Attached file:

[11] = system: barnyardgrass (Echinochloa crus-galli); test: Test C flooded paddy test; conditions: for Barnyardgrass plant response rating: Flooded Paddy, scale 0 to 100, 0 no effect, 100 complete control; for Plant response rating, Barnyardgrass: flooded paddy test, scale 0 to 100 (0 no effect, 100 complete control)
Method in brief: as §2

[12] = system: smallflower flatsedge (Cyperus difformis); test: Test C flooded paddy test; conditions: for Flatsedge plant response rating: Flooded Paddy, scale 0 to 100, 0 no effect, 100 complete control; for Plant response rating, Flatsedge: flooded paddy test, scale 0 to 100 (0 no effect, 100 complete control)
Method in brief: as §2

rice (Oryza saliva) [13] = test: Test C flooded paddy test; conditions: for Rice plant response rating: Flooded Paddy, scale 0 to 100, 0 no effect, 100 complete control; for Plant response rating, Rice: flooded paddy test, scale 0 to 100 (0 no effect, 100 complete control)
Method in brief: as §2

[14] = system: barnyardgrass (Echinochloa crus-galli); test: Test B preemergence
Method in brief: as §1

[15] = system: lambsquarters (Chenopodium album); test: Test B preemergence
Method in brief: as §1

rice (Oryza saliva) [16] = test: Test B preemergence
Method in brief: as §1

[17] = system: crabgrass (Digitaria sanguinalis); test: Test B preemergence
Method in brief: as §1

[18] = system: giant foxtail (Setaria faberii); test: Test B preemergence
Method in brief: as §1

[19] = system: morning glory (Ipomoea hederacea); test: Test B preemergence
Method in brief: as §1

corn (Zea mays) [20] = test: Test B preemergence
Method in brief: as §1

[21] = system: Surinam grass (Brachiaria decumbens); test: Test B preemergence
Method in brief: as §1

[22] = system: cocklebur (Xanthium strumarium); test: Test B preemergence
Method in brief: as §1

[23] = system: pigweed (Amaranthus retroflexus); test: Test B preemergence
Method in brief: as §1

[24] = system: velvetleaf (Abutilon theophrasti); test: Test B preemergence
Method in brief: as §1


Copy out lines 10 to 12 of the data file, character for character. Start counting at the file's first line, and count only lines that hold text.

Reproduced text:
Method in brief: as §1

rice (Oryza saliva) [16] = test: Test B preemergence
Method in brief: as §1